British Popular Customs Present And Past - online book

A calendar of the traditional customs, practices & rituals of the British Isles.

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Aug. I.]                         LAMMAS DAY.                                         34£
Laxcy, and by the well at Peel, also dedicated to St. Patrick, which, says the tradition, just sprang forth where St. Patrick was prompted by Divine instinct to impress the sign of the cross on the ground. Many extraordinary properties were ascribed to the Nunnery Well, but the most celebrated in modern times for its medicinal virtues is the fine spring which issues from the rocks of the bold promontory called Maughold Head, and which is dedicated to the saint of the name, who, it appears, had blessed the well and endowed it with certain healing virtues. On this account it is yet resorted to, as was the pool of Siloam of old, by every invalid who believes in its efficacy.
On the first Sunday in August the natives, according to-ancient custom, still make a pilgrimage to drink its waters ; and it is held to be of the greatest importance to certain females to enjoy the beverage when seated in a place called the saint's chair•, which the saint, for the accommodation of succeeding generations, obligingly placed immediately con­tiguous.—Bennet, Sketches of the Isle of Man, 1829, p. 65; Waldron, Description of Isle of Man, p. 151; Train, History of the Isle of Man, 1845, vol. ii. p. 121.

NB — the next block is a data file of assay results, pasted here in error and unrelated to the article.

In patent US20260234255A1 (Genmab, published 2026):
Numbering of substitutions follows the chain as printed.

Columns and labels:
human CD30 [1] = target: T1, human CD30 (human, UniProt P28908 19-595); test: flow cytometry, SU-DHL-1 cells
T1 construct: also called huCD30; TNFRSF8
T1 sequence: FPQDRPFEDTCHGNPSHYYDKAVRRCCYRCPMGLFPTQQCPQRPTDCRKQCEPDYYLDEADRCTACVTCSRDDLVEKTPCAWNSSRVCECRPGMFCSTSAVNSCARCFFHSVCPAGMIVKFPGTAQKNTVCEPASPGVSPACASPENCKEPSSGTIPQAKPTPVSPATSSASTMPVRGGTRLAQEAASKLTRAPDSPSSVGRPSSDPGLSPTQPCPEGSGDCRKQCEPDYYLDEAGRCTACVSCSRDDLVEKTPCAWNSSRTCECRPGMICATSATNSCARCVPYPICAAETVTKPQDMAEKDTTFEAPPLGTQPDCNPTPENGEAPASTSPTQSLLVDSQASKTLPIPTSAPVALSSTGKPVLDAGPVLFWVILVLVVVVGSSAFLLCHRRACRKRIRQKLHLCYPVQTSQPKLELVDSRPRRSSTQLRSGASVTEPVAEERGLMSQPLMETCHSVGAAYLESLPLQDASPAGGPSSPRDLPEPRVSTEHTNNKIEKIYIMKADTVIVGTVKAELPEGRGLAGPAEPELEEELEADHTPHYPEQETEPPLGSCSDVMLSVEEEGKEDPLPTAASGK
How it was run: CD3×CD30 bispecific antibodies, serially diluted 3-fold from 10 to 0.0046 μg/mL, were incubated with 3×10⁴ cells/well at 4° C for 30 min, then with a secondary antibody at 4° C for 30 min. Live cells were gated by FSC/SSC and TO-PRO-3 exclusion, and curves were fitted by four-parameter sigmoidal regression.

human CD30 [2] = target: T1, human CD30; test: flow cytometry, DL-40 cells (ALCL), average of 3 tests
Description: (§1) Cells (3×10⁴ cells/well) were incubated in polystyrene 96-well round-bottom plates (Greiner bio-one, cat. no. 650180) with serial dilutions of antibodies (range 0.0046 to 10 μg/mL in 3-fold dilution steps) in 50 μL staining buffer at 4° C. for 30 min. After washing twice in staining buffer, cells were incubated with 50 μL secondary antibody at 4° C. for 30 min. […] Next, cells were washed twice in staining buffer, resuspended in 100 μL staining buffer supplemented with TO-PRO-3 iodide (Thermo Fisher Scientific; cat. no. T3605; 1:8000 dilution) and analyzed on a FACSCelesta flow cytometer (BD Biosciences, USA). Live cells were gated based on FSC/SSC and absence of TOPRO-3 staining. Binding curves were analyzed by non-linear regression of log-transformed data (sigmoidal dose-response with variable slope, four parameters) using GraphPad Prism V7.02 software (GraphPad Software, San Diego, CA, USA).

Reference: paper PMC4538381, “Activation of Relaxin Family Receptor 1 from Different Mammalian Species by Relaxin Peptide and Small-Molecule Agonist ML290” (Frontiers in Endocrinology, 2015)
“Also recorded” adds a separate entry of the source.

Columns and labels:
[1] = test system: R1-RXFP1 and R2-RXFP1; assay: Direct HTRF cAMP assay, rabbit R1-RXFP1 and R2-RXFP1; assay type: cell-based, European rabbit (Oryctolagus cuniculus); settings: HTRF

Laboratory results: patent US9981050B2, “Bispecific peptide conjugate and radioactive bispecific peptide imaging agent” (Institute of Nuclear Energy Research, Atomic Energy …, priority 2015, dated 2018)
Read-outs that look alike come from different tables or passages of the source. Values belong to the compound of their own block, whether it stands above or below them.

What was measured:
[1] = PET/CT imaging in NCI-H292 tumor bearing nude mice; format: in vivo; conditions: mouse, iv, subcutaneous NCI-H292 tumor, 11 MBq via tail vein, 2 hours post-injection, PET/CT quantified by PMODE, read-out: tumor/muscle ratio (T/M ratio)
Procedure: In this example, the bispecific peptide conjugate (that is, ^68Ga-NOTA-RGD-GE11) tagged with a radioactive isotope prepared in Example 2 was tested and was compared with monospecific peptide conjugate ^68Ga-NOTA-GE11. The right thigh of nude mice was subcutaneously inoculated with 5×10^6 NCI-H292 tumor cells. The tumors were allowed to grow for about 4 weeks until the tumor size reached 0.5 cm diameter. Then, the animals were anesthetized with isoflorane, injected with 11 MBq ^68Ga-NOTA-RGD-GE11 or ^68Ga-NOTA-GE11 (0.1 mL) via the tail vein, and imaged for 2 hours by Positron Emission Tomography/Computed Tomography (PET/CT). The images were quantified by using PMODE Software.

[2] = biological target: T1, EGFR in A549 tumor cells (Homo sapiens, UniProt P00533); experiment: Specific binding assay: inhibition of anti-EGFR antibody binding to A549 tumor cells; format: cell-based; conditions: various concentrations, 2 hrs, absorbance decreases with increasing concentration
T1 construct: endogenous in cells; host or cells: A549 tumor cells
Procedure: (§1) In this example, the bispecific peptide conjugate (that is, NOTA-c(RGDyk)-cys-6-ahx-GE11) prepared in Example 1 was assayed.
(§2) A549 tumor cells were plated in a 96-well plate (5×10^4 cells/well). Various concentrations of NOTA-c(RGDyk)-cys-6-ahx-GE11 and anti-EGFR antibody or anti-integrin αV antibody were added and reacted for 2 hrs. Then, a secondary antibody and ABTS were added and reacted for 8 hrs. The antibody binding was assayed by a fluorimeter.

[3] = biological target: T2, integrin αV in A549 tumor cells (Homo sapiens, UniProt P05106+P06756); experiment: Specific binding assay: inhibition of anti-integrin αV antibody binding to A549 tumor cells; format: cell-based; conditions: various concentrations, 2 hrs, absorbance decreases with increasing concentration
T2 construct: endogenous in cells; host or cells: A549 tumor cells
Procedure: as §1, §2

Lammas Day is noted in London for an annual rowing match on the Thames, instituted by Thomas Doggett,* an actor of celebrity, in honour of the accession of George I. to the throne of England. Doggett was so warmly attached to the Brunswick family that Sir Richard Steele termed him " a Whig up to the head and ears." In the year after George I. came to the throne, Doggett gave a water­man's coat and silver badge, to be rowed for by six watermen on the 1st of August. This he not only continued till his death, but he bequeathed a certain sum of money, the interest of which was to be appropriated annually, for ever, to the
* He first appeared on the Dublin stage, and afterwards, with Colley Cibber and Robert Wilkes, became joint manager of Drury Lane Theatre. He died in 1721. —Faulkner, History of Chelsea, 1829, p. 188.
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